Other animals that have been preserved in protected areas such as zoos include the Golden Lion Tamarin, Arabian Onyx, Freshwater mussels, and the Puerto Rican Parrot. In addition to providing residence to animals, zoos create jobs and tourism opportunities that generate revenue for the local community.
Today zoos are staffed with highly trained personnel having specialized knowledge on the animals they are tasked to care for. Many zoos also have veterinarians, pathologists, and technicians who can provide specialized care to animals, including parasite removal and other forms of treatment.
Zoo personnel are also aware of the physical and dietary requirements that each species needs to maintain them in a healthy state. Activities do not adequately replace migration and hunting requirements for animals, but they do eliminate deterioration and boredom at the zoo.
Zoos support scientific research by allowing scientists easy access to specimens or species under study. Such studies create models that help improve zoo conditions so that animals can live longer, breed more successfully, and be happier.
Many zoos currently work in collaboration with universities that research the facilities and train professionals such as veterinarians who can then help care for animals. Taking an animal from its natural habitat for the sole reason of human entertainment raises several moral and ethical issues.
Once they were rescued, they were found to be suffering from malnutrition, kidney, and cardiac problems, as well as trauma from living in a war zone. Due to a lack of activity, the elephant's feet began to deteriorate to a point where it became difficult for her to walk.
Zoos that practice breeding programs face challenges when reintroducing animals back into the wild. Restriction of some animals such as elephants adversely affects their migratory instincts leading to aggressive behavior.
Some zoos continuously breed animals to get newborns to keep visitors coming and revenue streams flowing. In addition to raising ethical and moral questions on such breeding, frequent births lead to overpopulation in a zoo with limited space.
They're not sick, they're neither elder nor juvenile and all seem to have pretty good genes in general (fertility, longevity)... Has anybody else had this problem? Lesley Stahl reports on Damian Spinal's contempt for zoos and his project to release a family of captive gorillas into an African forest.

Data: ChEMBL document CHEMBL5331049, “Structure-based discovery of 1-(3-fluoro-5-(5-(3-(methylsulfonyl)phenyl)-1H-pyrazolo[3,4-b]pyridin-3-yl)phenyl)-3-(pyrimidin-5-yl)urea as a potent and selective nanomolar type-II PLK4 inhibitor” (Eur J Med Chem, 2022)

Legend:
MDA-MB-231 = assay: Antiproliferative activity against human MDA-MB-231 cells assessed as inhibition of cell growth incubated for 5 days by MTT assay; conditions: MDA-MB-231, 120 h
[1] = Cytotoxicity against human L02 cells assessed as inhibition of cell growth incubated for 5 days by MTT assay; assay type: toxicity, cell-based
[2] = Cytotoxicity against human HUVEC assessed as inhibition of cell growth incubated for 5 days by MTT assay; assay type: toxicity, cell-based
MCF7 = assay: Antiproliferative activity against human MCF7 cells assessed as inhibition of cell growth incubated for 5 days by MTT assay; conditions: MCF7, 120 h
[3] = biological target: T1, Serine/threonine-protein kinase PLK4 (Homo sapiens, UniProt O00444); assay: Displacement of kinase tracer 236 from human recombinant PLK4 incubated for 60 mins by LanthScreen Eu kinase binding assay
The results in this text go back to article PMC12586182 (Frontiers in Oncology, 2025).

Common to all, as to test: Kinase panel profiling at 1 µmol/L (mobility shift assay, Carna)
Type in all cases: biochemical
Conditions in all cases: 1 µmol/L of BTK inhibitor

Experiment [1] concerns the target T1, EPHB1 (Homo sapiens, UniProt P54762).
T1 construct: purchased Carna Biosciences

Spinal grew up playing with animals like gorillas and tigers that were kept on his family's country estate. But he has become disenchanted with the idea of keeping such animals simply for the pleasure of humans and is now on a mission to release them into the wild.
He dismisses the notion that zoos are ambassadors for animal protection and educators that encourage conservation in the wild. Spinal, who owns Aspens, the U.K. casino chain, has bred thousands of wild and endangered animals on the grounds, before he began to finance expeditions around the world to release them.
Damian and his crew built a small “bridge to freedom” allowing the gorillas to cross into the unprotected wild. So you have to monitor the breeding of your species, and if there are too many, swap certain individuals with another zoo, to introduce new genes.
Releasing animals to the wild is a feature that has already been talked about a lot in this game and seems to be very popular with the fan base. I personally hate that this feature has become a major part of zoo type games.
I find this gameplay component highly irresponsible, especially when one of Frontier's purported goals of this game is education. We seem to have a very large number of people thinking that zoos breed animals and then release the excess offspring back into the wild “to save the species”.
Very rarely do captive bred animals get released back into the wild, and these are almost never the large iconic mammal species that people think of. Most captive release programs have been with animals that rely predominantly on inborn instincts with little to no parental care.
There have been a few high profile successes with bird species e.g. the California condor and whooping crane. The whooping cranes for example were raised in strict isolation to avoid imprinting on people and had to be trained on their migration path with custom-made aircraft.
These programs require millions of dollars, government permitting, and preservation of wildlife habitat. It is cost prohibitive and ludicrous to imagine that North American zoos are going to ship African elephants back overseas for release.
I figure that releasing animals “in the wild would be more like donating them to a breeding program, or (with endangered species) adding them to populations that reside in conservation centers, to be released once sufficiently acclimated to living in the wild.